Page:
Ofsted chief says schools may have prioritised food parcels over education in lockdown

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‘Attention went very rapidly to the most disadvantaged children,’ Amanda Spielman says

<p>A school teacher picks up food bags for her school at a food bank in Northampton during the first national lockdown</p>

A school teacher picks up food bags for her school at a food bank in Northampton during the first national lockdown

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Schools may have “prioritised” getting food to poorer children in the early stages of the Covid pandemic over making sure all children had access to education, according to England’s chief schools inspector.

Amanda Spielman from Ofsted said attention went “very rapidly” to the most disadvantaged students when many pupils stopped going into school.

During the first lockdown, a YouGov poll estimated more than two million children were experiencing increased food insecurity.

Ms Spielman said on Tuesday the attention given to children with greatest difficulties amid the pandemic was “admirable” but meant some schools “didn’t have the capacity left” to ensure all pupils had access to remote education.

Speaking about the disparities in remote learning offered during the pandemic, she told an Institute for Government event: “There is an unevenness in resource which I think we have to acknowledge.

“The average private school has three times as much money so far more staff, far more technology to mobilise to switch to teaching remotely, so I don’t think we should lose sight of that entirely. But that doesn’t explain the disparities that we saw in the state sector.”

Ms Spielman added: “Another thing I saw was that in a lot of schools, it felt as though their attention went very rapidly to the most disadvantaged children, into making food parcels, going out visiting.

“They put a great deal of attention into the children with greatest difficulties, which is admirable, but in some cases that probably got prioritised ... certainly last summer... which may have meant that they didn’t have the capacity left to make sure that there was some kind of education offer for all children.”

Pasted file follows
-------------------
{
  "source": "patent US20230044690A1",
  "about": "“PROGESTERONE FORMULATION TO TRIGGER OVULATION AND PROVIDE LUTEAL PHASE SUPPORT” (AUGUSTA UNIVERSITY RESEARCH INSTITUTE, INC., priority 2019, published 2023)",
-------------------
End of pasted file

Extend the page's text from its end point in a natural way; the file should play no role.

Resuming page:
Ofsted’s chief inspector added: “I think in those first few weeks when it looked as though it might just be sort of three or four weeks, it was less obvious to some that they really did need to start assembling a full remote education offering.”

The government told schools during the first lockdown to provide food parcels or meals to pupils on free school meals through existing providers “wherever possible”.

If they could not do this, they could turn to a national food voucher scheme set up to support these children - although headteachers told The Independent this was initially hit with problems.

On Tuesday, another Ofsted official was asked about the watchdog’s role in overseeing the quality of remote learning offered to children during the Covid pandemic.

Dame Christine Ryan rejected the accusation the watchdog was in “semi-hibernation” while most pupils were unable to go into school.

Ofsted’s chair told MPs: “It may not have been big and showy but it did lots of work behind the scenes.”

All pupils - except for vulnerable and key workers’ children - were told to stay at home for an extended period twice in the space of a year due to the Covid pandemic.

Additional reporting by Press Association

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